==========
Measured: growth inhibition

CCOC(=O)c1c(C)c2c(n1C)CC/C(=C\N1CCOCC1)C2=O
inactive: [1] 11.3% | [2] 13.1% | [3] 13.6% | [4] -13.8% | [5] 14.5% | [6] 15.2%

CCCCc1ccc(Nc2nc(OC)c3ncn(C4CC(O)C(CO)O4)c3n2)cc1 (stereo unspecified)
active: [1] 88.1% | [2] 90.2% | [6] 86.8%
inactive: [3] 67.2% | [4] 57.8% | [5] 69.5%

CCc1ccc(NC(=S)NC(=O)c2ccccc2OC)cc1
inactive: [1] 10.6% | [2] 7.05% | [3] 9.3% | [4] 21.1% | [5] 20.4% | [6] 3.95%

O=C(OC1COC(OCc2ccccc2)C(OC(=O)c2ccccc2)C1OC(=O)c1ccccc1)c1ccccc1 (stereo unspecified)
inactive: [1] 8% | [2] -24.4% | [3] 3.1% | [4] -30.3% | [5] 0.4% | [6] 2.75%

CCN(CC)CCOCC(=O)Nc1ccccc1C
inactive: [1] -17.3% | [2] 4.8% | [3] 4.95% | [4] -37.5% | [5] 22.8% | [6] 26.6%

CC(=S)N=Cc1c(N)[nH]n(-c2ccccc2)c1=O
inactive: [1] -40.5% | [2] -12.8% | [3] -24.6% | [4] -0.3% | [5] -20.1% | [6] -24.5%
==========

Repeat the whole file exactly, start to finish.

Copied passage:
Measured: growth inhibition

CCOC(=O)c1c(C)c2c(n1C)CC/C(=C\N1CCOCC1)C2=O
inactive: [1] 11.3% | [2] 13.1% | [3] 13.6% | [4] -13.8% | [5] 14.5% | [6] 15.2%

CCCCc1ccc(Nc2nc(OC)c3ncn(C4CC(O)C(CO)O4)c3n2)cc1 (stereo unspecified)
active: [1] 88.1% | [2] 90.2% | [6] 86.8%
inactive: [3] 67.2% | [4] 57.8% | [5] 69.5%

CCc1ccc(NC(=S)NC(=O)c2ccccc2OC)cc1
inactive: [1] 10.6% | [2] 7.05% | [3] 9.3% | [4] 21.1% | [5] 20.4% | [6] 3.95%

O=C(OC1COC(OCc2ccccc2)C(OC(=O)c2ccccc2)C1OC(=O)c1ccccc1)c1ccccc1 (stereo unspecified)
inactive: [1] 8% | [2] -24.4% | [3] 3.1% | [4] -30.3% | [5] 0.4% | [6] 2.75%

CCN(CC)CCOCC(=O)Nc1ccccc1C
inactive: [1] -17.3% | [2] 4.8% | [3] 4.95% | [4] -37.5% | [5] 22.8% | [6] 26.6%

CC(=S)N=Cc1c(N)[nH]n(-c2ccccc2)c1=O
inactive: [1] -40.5% | [2] -12.8% | [3] -24.6% | [4] -0.3% | [5] -20.1% | [6] -24.5%